That council does not have a budget or create binding policy, but has been influential in helping direct funding toward Alzheimer’s research, says Alzheimer’s Foundation of America CEO Charles Fuschillo, Jr.

“The committee has worked hard, I applaud their efforts, but Congress needs to do more in allocating research funding,” Fuschillo said.

He said to meet the goal of finding a cure or meaningful treatment for Alzheimer’s disease by 2025, $2 billion a year should be devoted to research. Currently, he said, there is $1.4 billion in funding for Alzheimer’s research at the National Institutes of Health.

With the growing prevalence of Alzheimer’s disease, Fuschillo says caregivers need further support, and the RAISE Family Caregivers Act will help. “In the absence of a cure, it's so critically important to support family caregivers,” he said.

What happens next?

AARP researchers have also predicted a coming crisis for caregiving: with an increasingly older population, the ratio of caregivers to people needing care will shrink over the next few decades. While there were seven caregivers for each person needing care in 2010, by 2030 there will only be four and by 2050, just three.

While making policy recommendations is free, some implementation will undoubtedly need further funding. Caregiver advocates point out the substantial free labor that caregivers are providing, which AARP estimated at $470 billion at 2013, potentially saving the healthcare industry billions, but costing caregivers themselves substantially.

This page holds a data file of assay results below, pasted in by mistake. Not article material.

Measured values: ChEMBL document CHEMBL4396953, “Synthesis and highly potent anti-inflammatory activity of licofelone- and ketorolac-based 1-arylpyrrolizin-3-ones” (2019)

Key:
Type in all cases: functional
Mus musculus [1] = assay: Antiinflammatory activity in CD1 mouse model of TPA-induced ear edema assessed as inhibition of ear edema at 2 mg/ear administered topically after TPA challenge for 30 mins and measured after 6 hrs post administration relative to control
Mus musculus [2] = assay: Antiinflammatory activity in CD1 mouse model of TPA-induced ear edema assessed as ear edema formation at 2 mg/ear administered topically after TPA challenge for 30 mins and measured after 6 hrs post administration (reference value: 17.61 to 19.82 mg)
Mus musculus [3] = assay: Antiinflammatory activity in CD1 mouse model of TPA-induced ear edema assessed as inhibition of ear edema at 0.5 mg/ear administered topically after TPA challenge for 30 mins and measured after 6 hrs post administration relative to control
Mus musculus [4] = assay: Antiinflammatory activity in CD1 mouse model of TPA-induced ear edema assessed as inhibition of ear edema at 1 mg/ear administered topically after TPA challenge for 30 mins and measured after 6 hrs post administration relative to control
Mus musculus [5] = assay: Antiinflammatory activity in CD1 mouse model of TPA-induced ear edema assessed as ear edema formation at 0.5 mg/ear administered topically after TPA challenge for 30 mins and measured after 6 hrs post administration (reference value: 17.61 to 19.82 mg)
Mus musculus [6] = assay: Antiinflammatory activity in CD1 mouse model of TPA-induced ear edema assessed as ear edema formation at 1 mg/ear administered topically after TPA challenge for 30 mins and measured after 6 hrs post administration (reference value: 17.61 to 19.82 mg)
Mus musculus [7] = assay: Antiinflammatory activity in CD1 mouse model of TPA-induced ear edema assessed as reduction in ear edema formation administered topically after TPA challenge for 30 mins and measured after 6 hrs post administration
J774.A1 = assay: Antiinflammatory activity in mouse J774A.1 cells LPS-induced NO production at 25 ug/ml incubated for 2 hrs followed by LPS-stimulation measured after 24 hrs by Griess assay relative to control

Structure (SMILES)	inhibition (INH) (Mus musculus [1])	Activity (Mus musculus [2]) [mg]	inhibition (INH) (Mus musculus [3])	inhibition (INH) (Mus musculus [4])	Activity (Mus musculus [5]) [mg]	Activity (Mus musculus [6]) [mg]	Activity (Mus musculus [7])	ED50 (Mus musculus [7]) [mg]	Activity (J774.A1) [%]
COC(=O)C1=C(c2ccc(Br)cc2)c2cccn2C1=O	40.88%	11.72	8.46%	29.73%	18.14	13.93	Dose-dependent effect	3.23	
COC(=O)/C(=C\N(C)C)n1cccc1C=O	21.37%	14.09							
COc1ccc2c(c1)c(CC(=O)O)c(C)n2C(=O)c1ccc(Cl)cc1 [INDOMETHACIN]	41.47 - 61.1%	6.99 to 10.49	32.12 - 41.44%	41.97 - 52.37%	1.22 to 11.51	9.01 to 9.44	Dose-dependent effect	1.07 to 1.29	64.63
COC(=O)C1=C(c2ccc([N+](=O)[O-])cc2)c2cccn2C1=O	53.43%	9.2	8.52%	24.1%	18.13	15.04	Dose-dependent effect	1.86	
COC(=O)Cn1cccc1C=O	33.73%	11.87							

Kathleen Kelly, executive director of the Family Caregiver Alliance, says she thinks $470 billion may even be an underestimate. Caregivers’ struggles need to be recognized and the government should be willing to fund better support services, she says.

“It is going to take money, even if you are putting in practice some of these improved guidelines and improved practices, there's still a cost involved in doing that, so we're going to have to come to grips with that at some point down the road,” Kelly says.

One of the most important frontiers of caregiving support is on a state and local level, she says, so even if the federal government is slow to adopt the policies, they may be implemented on a state level sooner.

"Most states are very attuned to this issue and have made very big steps, faster than the federal government,” Kelly said. “So hopefully we'll move ahead.”

Easom says she’d like to see more funding for research and better networks of support, particularly for programs that have proven to be effective in helping family caregivers cope with their responsibilities. For example, the Rosalynn Carter Institute has programs that send coaches to homes to offer advice on Alzheimer’s care and telephonic support for military caregiver families. But the reach of such programs needs to be in every community nationwide and people need to be aware that they’re available, she notes.

“I'm hopeful as we move forward that there will be change,” Easom said. “[The RAISE Family Caregivers Act] has passed, that tells me now that there is hope, and I’m looking forward to even more.”

Scott Morris

Scott Morris is an independent journalist whose award-winning reporting has appeared in numerous publications such as local wire service Bay City News and more recently in outlets like the East Bay Express, Hoodline and Oakland Magazine. See full bio